08 October 2008

Cansa calls for chemical ban

The Cancer Association of South Africa (Cansa) has appealed to the government to ban certain man-made chemicals from toys and baby bottles.

The Cancer Association of South Africa (Cansa) has appealed to the government to ban certain man-made chemicals from toys and baby bottles.

In a statement the association said it had noted that babies and young children were being exposed to man-made chemicals, some of which disrupted their hormones.

"What is of particular concern is the finding that babies have the highest concentration of some of these man-made molecules," it said.

Some countries identified these molecules and had taken steps to ban the chemicals in items used for babies.

Cansa hopes the government will follow the example of Canadian authorities concerning the banning of polycarbonate baby bottles containing Bisphenol A, and the United States government and the European Parliament for banning a specified list of phthalates found in children's toys.

Bisphenol A and plastic bottles
Bisphenol A (BPA) is a man-made chemical used in the manufacture of certain plastic products. It’s ubiquitous in the modern world, cropping up in everything from credit cards to car interiors to… baby bottles.

But if BPA enters the human body this otherwise useful chemical has hormonal activity similar to the female hormone oestrogen, and can disturb biological processes at very low concentrations. Exposure to BPA is thought to increase the risk for breast cancer.

How are you exposed to it?
If BPA-containing plastics are heated, the BPA can be released. For example, if you pour hot milk into a BPA-containing baby bottle, the BPA can enter the hot milk – and the baby who drinks it.

It’s been found that 55 times more BPA is released from bottles filled with hot water compared to those with cold water.

How to avoid it
There’s little to fear from plastic bottles – as long as you don’t heat them. "It’s the very hard plastic ones you need to beware of – they will say ‘PC’ for ‘polycarbonate’," says Dr Carl Albrecht, Head of Research of Cansa. "The softer plastic ones, like those for bottled water, have not been shown to be harmful. The only possible problem if you re-use them a lot – taking them repeatedly in and out of the fridge – is bacterial contamination.”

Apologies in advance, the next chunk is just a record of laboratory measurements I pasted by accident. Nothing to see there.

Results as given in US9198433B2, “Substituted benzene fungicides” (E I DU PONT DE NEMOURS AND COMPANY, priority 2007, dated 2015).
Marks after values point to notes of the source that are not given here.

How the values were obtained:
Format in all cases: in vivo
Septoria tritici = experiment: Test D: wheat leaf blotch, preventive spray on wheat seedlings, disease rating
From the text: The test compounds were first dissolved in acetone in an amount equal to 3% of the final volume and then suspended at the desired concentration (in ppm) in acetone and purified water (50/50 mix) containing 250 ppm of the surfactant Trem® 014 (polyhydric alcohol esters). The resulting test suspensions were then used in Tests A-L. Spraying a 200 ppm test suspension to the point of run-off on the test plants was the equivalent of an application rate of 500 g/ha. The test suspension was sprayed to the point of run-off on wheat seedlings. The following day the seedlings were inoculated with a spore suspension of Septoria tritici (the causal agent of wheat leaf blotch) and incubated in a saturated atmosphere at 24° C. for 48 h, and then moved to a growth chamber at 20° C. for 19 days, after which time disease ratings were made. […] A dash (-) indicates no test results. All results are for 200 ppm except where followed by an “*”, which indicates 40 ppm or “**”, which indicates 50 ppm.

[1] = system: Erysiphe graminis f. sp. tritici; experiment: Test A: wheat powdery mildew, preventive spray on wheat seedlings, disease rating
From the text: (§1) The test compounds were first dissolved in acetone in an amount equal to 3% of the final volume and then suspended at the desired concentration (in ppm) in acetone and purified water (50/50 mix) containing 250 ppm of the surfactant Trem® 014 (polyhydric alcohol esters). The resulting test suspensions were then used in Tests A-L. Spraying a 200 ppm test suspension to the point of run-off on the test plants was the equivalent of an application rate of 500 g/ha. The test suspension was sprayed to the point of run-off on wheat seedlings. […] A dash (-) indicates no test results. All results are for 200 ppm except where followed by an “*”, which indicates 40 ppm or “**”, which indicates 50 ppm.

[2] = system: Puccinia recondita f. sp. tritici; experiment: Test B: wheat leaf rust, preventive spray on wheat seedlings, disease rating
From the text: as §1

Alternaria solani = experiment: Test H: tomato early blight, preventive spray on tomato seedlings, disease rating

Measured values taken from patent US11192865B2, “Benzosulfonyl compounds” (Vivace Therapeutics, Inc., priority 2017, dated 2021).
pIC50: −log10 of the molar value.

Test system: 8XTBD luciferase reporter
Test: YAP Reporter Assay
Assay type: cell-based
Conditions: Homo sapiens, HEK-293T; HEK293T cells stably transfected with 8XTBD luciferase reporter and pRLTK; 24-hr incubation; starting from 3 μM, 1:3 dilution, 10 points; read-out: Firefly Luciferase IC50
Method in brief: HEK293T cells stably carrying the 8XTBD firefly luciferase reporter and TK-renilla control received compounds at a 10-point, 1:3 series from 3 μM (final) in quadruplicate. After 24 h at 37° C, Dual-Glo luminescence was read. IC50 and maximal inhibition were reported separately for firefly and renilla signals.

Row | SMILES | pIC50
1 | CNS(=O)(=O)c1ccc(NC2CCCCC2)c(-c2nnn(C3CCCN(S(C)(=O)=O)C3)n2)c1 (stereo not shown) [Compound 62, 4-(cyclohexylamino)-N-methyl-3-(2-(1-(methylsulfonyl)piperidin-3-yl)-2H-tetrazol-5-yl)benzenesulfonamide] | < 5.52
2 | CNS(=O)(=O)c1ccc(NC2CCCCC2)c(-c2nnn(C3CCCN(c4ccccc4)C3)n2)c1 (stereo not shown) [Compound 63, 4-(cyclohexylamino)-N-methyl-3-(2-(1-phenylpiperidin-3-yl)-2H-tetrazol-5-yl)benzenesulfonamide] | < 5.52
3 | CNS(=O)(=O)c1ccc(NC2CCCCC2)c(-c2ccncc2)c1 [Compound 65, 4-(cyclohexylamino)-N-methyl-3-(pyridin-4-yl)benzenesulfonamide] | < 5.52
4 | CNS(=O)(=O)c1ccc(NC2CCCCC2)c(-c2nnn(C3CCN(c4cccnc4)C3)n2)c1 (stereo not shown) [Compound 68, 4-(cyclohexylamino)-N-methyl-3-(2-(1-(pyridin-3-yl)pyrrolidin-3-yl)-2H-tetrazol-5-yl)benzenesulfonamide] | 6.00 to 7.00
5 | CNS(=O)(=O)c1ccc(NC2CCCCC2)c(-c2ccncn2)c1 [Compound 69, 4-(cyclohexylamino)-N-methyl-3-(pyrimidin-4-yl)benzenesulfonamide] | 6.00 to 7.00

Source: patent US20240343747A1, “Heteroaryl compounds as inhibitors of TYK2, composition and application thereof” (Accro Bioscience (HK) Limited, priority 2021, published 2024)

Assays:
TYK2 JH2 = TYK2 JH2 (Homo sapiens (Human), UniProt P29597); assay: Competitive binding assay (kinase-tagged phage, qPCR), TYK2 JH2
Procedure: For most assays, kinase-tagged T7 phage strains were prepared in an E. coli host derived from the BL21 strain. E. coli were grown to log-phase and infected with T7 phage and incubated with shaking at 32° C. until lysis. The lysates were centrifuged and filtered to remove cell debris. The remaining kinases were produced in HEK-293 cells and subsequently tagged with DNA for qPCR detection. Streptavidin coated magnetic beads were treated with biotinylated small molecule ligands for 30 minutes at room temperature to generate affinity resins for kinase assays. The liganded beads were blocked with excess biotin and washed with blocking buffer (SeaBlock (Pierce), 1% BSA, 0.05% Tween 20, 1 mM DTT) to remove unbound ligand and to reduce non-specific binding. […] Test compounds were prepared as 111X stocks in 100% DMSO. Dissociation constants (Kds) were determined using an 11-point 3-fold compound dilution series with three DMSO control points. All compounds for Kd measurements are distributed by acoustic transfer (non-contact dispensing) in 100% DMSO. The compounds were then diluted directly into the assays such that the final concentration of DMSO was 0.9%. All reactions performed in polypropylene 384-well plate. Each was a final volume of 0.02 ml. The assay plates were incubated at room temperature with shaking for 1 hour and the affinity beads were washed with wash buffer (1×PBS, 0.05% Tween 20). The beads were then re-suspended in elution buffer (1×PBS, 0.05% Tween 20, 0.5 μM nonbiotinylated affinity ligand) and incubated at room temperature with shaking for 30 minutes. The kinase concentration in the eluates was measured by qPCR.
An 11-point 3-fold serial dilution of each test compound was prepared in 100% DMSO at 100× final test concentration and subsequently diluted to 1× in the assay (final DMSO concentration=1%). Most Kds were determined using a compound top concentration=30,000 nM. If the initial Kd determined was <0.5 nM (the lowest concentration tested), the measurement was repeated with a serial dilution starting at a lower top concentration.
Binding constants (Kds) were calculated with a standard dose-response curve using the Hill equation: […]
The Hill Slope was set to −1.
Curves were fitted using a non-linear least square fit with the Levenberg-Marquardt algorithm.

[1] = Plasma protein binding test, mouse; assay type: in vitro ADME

As a general rule, however, rather than worrying about whether a bottle contains BPA or not, Albrecht agrees that it’s best to simply avoid heating any plastic bottle. Use glass instead. You can also boil water or milk in another container and then allow it to cool before pouring it into a plastic bottle.

(Sapa, October 2008)

Read more:
Heating plastic bottles harmful
Plastics tied to heart disease


Read Health24’s Comments Policy

Comment on this story
Comments have been closed for this article.

Ask the Expert

Cancer expert

CANSA’s purpose is to lead the fight against cancer in South Africa. Its mission is to be the preferred non-profit organisation that enables research, educates the public and provides support to all people affected by cancer. Questions are answered by CANSA’s Head of Health Professor Michael Herbst and Head of Advocacy Magdalene Seguin. For more information, visit

Still have a question?

Get free advice from our panel of experts

The information provided does not constitute a diagnosis of your condition. You should consult a medical practitioner or other appropriate health care professional for a physical exmanication, diagnosis and formal advice. Health24 and the expert accept no responsibility or liability for any damage or personal harm you may suffer resulting from making use of this content.

* You must accept our condition

Forum Rules